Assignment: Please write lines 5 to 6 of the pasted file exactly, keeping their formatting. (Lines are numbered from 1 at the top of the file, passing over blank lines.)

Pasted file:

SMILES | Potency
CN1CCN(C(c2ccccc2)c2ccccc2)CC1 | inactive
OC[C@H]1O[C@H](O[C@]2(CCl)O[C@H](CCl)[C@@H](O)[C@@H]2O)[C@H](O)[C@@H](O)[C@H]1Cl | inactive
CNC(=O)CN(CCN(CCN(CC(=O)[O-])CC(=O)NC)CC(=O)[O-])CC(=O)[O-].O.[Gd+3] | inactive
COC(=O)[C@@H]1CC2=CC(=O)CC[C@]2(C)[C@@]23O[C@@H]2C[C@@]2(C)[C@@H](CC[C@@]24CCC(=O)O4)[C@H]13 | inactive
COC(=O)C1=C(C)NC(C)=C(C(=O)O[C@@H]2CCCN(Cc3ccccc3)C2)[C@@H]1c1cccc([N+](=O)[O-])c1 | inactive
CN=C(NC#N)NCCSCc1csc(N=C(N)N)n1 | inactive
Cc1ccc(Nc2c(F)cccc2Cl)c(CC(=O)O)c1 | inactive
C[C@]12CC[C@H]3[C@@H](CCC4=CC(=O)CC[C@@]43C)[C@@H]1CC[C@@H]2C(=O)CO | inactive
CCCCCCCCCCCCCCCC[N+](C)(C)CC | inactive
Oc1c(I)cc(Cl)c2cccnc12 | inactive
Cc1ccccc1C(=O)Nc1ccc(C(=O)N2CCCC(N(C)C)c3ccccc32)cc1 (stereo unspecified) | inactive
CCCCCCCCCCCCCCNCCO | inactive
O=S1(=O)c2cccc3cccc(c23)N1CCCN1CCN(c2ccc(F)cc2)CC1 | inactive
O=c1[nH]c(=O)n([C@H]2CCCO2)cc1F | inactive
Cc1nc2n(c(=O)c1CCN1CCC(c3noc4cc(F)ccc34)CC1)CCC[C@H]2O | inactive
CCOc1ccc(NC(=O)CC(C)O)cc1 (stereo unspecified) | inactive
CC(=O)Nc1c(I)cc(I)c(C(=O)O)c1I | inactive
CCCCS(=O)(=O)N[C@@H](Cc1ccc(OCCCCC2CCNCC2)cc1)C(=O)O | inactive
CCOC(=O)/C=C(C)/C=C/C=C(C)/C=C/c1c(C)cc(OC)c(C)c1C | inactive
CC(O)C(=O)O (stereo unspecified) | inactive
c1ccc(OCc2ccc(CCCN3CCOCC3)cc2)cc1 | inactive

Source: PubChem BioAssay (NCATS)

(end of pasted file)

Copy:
COC(=O)[C@@H]1CC2=CC(=O)CC[C@]2(C)[C@@]23O[C@@H]2C[C@@]2(C)[C@@H](CC[C@@]24CCC(=O)O4)[C@H]13 | inactive
COC(=O)C1=C(C)NC(C)=C(C(=O)O[C@@H]2CCCN(Cc3ccccc3)C2)[C@@H]1c1cccc([N+](=O)[O-])c1 | inactive